We collected CCM on days 3 to 14 after switching from serum-containing media to SFM and performed gelatin zymography. Several major bands of gelatinolytic activity were detected (Figure 1A). Bands were observed at approximately 105, 92, 88, 72, and 68 kd. Based on comparisons with purified MMP standards run in parallel, the areas of enzyme activity at 92 and 88 kd corresponded to pro–MMP-9 and active MMP-9, respectively. The band of activity at 72 kd corresponded to pro–MMP-2, and the 65-kd band corresponded to activated MMP-2. The higher molecular weight form may represent an additional gelatinase.15 When duplicate zymograms were developed in the presence of the chelator EDTA, enzyme activity was abolished and the clear areas of lysis then disappeared, confirming enzyme activity as belonging to MMPs (Figure 1B).

Serum-free CCM exhibited considerable MMP activity (Figure 1A, all lanes, and Figure 2, lane 4) that diminished over time in culture, and by day 14 was barely detectable (Figure 1A). Serum-containing CCM also contained substantial MMP activity (not shown). The SFM from day 3 cultured RECs contained a negligible amount of MMP activity (Figure 2A, lane 1), whereas that from day 7 cultures contained small amounts of MMP-9 and MMP-2 (Figure 2B, lane 1). All nonconditioned media lacked any MMP activity (not shown).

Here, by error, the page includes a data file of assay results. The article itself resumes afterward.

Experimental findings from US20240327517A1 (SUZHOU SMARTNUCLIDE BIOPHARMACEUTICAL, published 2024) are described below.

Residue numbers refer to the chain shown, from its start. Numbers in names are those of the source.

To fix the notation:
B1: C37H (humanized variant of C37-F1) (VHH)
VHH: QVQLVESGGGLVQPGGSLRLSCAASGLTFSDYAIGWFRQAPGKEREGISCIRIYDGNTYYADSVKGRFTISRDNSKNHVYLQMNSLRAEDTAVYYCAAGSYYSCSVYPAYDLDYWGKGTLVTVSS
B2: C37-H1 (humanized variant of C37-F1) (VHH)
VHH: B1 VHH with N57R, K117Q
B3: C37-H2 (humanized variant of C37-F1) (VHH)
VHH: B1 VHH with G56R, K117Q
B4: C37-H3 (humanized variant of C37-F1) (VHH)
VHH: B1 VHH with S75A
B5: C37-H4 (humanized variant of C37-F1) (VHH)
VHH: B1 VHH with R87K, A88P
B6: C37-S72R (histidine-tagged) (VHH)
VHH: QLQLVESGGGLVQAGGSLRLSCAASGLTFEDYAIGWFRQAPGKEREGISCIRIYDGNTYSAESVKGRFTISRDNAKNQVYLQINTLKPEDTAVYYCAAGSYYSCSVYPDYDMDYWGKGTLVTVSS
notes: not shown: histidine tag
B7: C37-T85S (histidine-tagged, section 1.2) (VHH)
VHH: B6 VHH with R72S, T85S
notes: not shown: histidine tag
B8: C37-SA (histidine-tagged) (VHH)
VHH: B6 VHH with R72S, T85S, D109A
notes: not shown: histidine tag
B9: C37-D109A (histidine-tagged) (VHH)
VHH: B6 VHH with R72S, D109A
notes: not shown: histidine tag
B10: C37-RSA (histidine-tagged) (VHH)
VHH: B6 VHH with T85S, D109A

EFFECT OF CCM ON REC PROLIFERATION

The number of attached RECs obtained after 7 days in culture was reduced by 67% (average of 6 experiments) in cultures treated with CCM compared with SFM controls (Figure 3), suggesting that cartilage-derived MMPs interfered with epithelial cell attachment/proliferation. Cell viability and general morphology were not affected by the addition of CCM (not shown).

Figure 4 (representative experiment) illustrates that CCM from untreated and negative control drug–treated cartilage reduced the number of RECs after 7 days in culture, but that media derived from cartilage treated with 50µM of the MMP inhibitor GM6001 did not diminish REC growth. The yield of REC cultures that were treated with 50µM of GM6001 was similar to that of the control cultures (data not shown). The CCM serially diluted up to 1:1000 in SFM was fed to RECs, but only the 1:1 ratio of CCM-SFM significantly inhibited proliferation (mean ± SEM, 39.7% ± 8.8% of controls; P<.001). The CCM diluted to ratios of 1:10 to 1:1000 did not significantly inhibit proliferation (P>.05; data not shown). Zymography showed that GM6001 markedly reduced pro–MMP-2 activity and virtually eliminated MMP-2 and enzyme activities at higher molecular weights by day 7 of REC culture (Figure 2, lane 3), in keeping with its broad spectrum of inhibitory action on MMPs. The negative control drug diminished pro–MMP-2 activity by a small amount and markedly reduced other bands of activity by day 7 (Figure 2B, lane 2), a probable nonspecific effect of the drug.

COMMENT